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alcohol

“The age-21 rule sets the U.S. apart from all advanced Western nations and lumps it with small or repressive countries like Sri Lanka, Pakistan, Indonesia, Qatar, Oman and the United Arab Emirates. Congress was stampeded into this puritanical law by Mothers Against Drunk Driving.” — Camille Paglia in Time on why the national minimum drinking age law “must be repealed. It is absurd and unjust.” Related: “A drinking age of 21 infantilizes adults who are otherwise able to serve in the military, marry without permission, enter into business contracts, buy tobacco, vote and run for public office. It forces college administrators to be babysitters rather than educators. And it doesn’t achieve its stated goals.” ["ABC debacle should stir debate on Virginia’s drinking age," Rick Sincere, Richmond Times-Dispatch] Earlier here, here, here, etc. Plus: Relevant political thoughts from Glenn Reynolds last year.

Related, if distantly: study in Britain finds liberalization of bar closing hours associated with decline in traffic accidents [Jeffrey Miron, Cato]

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San Francisco warns against infused bitters, the New York City health department cracks down on raw egg whites, and Virginia’s ABC state commission keeps many exotic spirits out of reach (Reason.tv via Reason “Hit and Run”).

A year ago (Jun. 26, 2007) guestblogger Christian Schneider reported on the Virginia Department of Alcoholic Beverage Control’s suppression of a “frozen beer pop” specialty offered by the Alexandria restaurant Rustico. Now the state legislature has enacted a bill sponsored by Del. Adam Ebbin and Sen. Patsy Ticer (both D-Alexandria) re-legalizing the cooling treats, which went back on sale July 1 in such flavors as framboise, cherry kriek, cassis, plum, and chocolate stout. (Erin Zimmer, SeriousEats.com, Jun. 25; Gillian Gaynair, “Rustico brings back beer pops for summer”, Washington Business Journal, Jun. 20)(& welcome The Agitator and Reason “Hit and Run”, Belgian ladmag ZV, Christian Schneider/WPRI readers).

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An Alexandria tapas bar was cited for serving sangria—which violates a 1934 Virginia law against mixing wine with spirits, with penalties of up to a year in jail. Virginia Spanish restaurants, so warned, now only serve a bowdlerized version of the drink, to the dismay of customers who can get the real thing a few miles away in DC or Maryland. The legislature is contemplating a change, though a pending bill would fail to exempt the similarly illegal kir royals or boilermakers. (Anita Kumar, “Virginia’s Sangria Ban At Issue in 2 Hearings”, Washington Post, Jan. 24). (According to Instruction 33 on this bulletin, Virginia also appears to ban the pitcher of margaritas the local Mexican restaurant serves.) Left unspoken: when is someone going to bring a consumer class action against the Spanish restaurants serving faux sangrias without warning customers?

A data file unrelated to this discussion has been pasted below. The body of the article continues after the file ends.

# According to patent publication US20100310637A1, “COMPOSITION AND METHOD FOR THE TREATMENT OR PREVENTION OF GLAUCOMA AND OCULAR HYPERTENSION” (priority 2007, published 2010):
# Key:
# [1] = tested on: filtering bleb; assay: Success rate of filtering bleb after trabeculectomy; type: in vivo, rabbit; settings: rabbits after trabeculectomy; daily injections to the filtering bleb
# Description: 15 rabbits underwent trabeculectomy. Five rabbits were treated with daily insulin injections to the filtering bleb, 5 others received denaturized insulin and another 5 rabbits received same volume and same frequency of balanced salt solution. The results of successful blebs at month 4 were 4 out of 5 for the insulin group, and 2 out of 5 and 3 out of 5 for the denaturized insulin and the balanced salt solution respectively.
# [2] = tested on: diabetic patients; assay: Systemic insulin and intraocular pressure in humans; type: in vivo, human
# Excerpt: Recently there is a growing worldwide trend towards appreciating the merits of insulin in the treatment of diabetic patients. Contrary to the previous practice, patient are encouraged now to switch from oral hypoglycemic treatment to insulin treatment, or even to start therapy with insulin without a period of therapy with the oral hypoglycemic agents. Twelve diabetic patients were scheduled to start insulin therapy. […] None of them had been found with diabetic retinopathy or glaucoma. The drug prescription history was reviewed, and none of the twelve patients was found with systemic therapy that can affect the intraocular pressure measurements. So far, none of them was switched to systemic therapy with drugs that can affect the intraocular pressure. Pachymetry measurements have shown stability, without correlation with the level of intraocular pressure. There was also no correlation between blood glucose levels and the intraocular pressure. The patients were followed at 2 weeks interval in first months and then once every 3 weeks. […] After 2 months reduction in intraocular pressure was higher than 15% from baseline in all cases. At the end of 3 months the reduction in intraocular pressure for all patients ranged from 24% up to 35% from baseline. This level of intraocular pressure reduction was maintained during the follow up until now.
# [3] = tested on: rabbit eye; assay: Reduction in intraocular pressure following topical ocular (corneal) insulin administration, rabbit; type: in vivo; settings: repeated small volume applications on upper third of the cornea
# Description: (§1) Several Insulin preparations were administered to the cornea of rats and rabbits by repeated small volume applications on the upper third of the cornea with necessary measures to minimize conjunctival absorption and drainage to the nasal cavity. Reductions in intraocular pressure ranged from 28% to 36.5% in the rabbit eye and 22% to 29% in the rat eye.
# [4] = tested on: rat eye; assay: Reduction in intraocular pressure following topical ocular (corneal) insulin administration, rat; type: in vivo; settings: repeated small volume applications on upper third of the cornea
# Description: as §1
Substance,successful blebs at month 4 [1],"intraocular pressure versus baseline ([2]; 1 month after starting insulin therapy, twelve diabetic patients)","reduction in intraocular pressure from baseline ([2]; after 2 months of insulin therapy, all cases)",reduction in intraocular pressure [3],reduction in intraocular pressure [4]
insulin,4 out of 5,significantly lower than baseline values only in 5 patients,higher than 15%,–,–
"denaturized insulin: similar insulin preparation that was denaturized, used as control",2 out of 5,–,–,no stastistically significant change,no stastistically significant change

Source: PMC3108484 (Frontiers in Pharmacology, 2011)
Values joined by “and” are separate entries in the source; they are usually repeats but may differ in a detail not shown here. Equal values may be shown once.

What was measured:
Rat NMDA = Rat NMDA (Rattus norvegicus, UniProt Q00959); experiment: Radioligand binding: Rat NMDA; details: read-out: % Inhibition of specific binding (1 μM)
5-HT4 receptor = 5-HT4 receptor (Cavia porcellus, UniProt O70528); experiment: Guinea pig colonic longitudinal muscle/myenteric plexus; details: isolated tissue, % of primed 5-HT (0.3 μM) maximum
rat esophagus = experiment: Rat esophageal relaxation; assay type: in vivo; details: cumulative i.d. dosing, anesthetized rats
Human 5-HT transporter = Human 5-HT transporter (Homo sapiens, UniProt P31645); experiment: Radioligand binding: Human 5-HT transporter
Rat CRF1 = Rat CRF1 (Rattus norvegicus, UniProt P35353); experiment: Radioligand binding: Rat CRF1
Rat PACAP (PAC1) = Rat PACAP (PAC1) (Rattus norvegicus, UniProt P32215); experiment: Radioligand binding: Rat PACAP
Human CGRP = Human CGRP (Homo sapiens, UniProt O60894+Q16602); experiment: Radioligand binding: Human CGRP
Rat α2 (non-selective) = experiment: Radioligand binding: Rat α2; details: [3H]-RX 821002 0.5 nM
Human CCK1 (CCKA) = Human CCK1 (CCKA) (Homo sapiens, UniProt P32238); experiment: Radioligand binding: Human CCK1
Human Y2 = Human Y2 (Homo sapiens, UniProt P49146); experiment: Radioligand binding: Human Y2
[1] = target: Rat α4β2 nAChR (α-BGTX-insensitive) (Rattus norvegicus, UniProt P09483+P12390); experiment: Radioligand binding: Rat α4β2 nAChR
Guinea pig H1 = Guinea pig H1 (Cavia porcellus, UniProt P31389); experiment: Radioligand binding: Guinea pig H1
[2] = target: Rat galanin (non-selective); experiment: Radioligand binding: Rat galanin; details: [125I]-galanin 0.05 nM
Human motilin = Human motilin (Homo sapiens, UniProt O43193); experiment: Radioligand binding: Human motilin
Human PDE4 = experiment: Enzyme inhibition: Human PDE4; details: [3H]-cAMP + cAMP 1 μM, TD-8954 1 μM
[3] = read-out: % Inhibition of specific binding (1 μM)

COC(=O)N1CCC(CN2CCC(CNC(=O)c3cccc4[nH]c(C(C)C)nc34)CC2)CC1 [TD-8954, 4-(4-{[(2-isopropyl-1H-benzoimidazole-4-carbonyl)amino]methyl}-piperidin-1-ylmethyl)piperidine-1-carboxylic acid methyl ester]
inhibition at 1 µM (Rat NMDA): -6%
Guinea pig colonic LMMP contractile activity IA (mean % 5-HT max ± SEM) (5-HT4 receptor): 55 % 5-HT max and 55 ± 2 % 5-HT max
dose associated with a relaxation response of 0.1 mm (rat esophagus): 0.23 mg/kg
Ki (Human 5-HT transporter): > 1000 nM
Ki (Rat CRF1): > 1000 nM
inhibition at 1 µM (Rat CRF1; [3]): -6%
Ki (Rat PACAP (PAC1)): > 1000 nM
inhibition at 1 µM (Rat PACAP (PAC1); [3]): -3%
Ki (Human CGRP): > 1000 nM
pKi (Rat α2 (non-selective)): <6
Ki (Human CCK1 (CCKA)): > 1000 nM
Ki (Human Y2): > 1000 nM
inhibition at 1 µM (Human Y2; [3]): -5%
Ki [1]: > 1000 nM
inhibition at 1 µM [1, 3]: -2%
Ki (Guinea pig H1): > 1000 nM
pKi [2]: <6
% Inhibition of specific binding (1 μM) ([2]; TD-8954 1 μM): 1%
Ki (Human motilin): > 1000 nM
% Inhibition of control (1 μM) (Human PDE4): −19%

(ObJingoism: At least Virginia still has better Thai, Indian, and Vietnamese food than DC or Maryland.)

For more on the more modern food police, see Overlawyered’s Eat, Drink, and Be Merry section or my article, A Taxonomy of Obesity Litigation.

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Visitors to Rustico restaurant in Alexandria, VA may think they’re merely enjoying an innocent Beersicle (video)- but state regulators seem to think they are practicing their own vigilante brand of thirst amelioration. The new “frozen beer on a stick” offering apparently violates a state law that requires beer be sold in its original container or served immediately after it is poured.

It would seem to me that the beersicle actually serves as a deterrent to consuming large amounts of beer as fast as possible. This isn’t a good thing? Wouldn’t the cops be a little better served by making sure terrorists aren’t amassing a stockpile of bomb pops?

[Update Jul. 2008: state legislature legalizes the pops.]

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